Време разделно

Based on eyewitness written accounts. In the 17th century, a Bulgarian Christian region is selected by the Ottoman rulers to serve as an example of conversion to Islam. A Janissary who was kidnapped from the village as a boy now serving the Ottoman sultan is sent to force the reluctant inhabitants to convert. The Bulgarian christians have to chose between physical annihilation and losing their spiritual identity. Ultimately torture, violence, and rebellion break out. Based on real events and the novel "Time of Parting" (Vreme Razdelno) by Anton Donchev.

The novel is based on two individual eyewitness written accounts - by the priest Aligorko and the Venetian. The resulting text is a translation of the original French and Old Bulgarian (Old Church Slavonic) texts. All names, characters and events appear in the original manuscripts.

The year is 1668. The Ottoman Turkish jihad is in its heat in Southeastern Europe.The Turkish siege of the Venetian fortress of Candia (now Heraklion in Crete) has been lasting for a second decade now. The Rhodope Mountain is seen as a strategically important base of the war but its Christian population is a potential source of instability. The sultan orders its conversion into “the right faith”. The sacred forests and valleys, where according to the legend Orpheus was born, now screams under the Yataghans enforcing the foreign creed in blood and fires. A regiment of Spahis commanded by the Janissary Karaibrahim is assigned to the valley of the river Elindenya.

When the locals refuse to convert, the violence begins. One by one the villagers are killed. One is impaled and still alive as his body hangs from the pole; another one torn in half; a third one beheaded. When the Christians tell the occupier, Suleyman, that even if he forcefully converts people they can’t carry Allah truthfully in their hearts. Suleyman replies that he doesn’t care if they don’t carry Allah in their hearts – because their grandchildren are the ones who will assimilate into Islam.

A corps of janissaries is commissioned to the Rhodope Mountains under the command of Kara Ibrahim. At the time, he was, as all the janissaries were, kidnapped from his Bulgarian family, raised as a Muslim, trained to be a ferocious warrior and convert infidels to Islam in a most brutal way. His cruelty stuns even local Ottoman ruler. He stops at nothing but the resistance of some of the locals is invincible. The struggle is half a success, there are many converts, the death toll is heavy, but all the Bulgarian keep their language and traditions on. Most of the Balkans were under the thumb of the Ottoman empire. Ottoman empire was showing its ugliest face during this period in Balkans. Bulgaria was a strategically important area inhabited by unreliable Christian subjects. The sultan decided that they must all convert to Islam, or die. Time of Violence focuses on the fate of one valley during this crisis. The son of the miller was taken off by the Turks years ago, while still a boy, to become a janissary. Janissaries were special troops used by the Ottomans. Recruited (involuntarily) from Christian boys, they were separated from their families at an early age, indoctrinated in Islam, and turned into fiercely reliable troops with no allegiance to anyone but the sultan. The miller's son is now a highly trusted janissary, with the task of converting his entire home valley to Islam. But the people there take their religion very seriously, and will not submit. The janissary becomes more and more brutal in his attempts to convert the valley, for he must slaughter them all if they don't take the turban.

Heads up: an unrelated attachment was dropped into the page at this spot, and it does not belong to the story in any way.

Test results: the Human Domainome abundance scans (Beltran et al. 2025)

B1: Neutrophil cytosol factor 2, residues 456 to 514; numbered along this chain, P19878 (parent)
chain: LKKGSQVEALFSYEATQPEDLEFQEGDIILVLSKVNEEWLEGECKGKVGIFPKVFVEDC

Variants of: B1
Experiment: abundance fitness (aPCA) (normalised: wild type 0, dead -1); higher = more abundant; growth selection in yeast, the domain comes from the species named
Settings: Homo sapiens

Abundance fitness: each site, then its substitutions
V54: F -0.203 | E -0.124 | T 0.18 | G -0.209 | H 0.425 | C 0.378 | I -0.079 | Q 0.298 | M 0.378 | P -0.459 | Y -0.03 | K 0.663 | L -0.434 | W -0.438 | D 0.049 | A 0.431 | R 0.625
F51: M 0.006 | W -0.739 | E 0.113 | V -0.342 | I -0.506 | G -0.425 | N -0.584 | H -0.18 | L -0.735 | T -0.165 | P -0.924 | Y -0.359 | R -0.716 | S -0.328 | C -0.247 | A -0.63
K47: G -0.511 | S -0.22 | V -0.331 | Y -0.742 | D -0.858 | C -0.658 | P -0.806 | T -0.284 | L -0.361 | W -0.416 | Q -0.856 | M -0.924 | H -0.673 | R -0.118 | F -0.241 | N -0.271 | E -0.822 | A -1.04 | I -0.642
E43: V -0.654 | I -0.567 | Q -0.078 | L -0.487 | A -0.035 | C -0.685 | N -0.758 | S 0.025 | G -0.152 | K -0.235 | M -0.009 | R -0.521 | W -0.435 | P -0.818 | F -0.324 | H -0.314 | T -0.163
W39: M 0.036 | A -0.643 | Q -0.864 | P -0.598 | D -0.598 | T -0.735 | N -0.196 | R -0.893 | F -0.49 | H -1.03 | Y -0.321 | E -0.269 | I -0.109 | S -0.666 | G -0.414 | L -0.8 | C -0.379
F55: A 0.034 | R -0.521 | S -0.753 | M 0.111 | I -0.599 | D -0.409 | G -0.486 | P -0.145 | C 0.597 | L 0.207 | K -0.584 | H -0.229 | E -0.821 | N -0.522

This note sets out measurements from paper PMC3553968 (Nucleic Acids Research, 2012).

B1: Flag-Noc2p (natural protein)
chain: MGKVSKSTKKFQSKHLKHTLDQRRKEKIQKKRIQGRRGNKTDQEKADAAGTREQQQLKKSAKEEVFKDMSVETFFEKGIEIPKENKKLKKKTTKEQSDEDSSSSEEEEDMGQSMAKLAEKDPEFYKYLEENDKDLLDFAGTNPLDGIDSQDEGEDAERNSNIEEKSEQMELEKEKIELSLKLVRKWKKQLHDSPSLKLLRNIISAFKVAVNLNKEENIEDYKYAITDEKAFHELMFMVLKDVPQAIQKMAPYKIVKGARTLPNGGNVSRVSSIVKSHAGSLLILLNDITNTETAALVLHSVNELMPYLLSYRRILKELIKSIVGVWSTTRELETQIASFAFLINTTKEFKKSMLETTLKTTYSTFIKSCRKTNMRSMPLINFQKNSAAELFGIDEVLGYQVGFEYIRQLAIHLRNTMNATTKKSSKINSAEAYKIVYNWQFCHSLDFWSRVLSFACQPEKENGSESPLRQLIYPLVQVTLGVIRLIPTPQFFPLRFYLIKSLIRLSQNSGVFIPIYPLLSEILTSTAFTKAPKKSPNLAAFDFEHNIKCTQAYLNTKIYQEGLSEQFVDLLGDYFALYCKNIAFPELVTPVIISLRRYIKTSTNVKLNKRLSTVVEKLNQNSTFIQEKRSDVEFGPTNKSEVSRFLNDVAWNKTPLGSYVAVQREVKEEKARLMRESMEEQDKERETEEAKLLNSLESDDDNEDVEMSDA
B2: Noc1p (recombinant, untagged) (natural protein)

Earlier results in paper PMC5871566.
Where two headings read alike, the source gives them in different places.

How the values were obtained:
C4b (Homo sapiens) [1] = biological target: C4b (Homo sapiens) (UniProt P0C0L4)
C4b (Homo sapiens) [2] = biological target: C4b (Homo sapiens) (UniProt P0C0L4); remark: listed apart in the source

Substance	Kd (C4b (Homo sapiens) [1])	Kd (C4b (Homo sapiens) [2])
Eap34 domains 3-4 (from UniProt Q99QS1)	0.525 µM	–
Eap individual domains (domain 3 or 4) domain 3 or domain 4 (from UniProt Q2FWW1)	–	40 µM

The movie is filmed exactly where the event took place in history and many of the actors are heirs of the original villagers.

Time of Violence is a 1988 Bulgarian film based on the novel Vreme razdelno of Anton Donchev and Directed by Ludmil Staikov.

“Bulgaria was under Ottoman rule and slavery five centuries. This is a real movie. This is what happened in Bulgaria for five centuries. This is our memory.

During The April Uprising in Bulgaria in 1876 between a thousand and twelve hundred people, mostly women and children, took refuge in a church at Batak and were then burnt alive. Five thousand out of the seven thousand villagers of Batak “were put to death”.

It was the flag of April Uprising in Bulgaria in 1876 against the Ottoman oppressors – “Freedom or Death”. Uprising was brutally suppressed.

During The Russian-Turkish War of 1877-1878 Bulgaria was liberated from five centuries of Ottoman rule and slavery. Thanks to Russians, Ukrainians, Romanians, Belarussians, Finns, Serbs, Montenegrins and all others who participated in the war for liberating Bulgaria.

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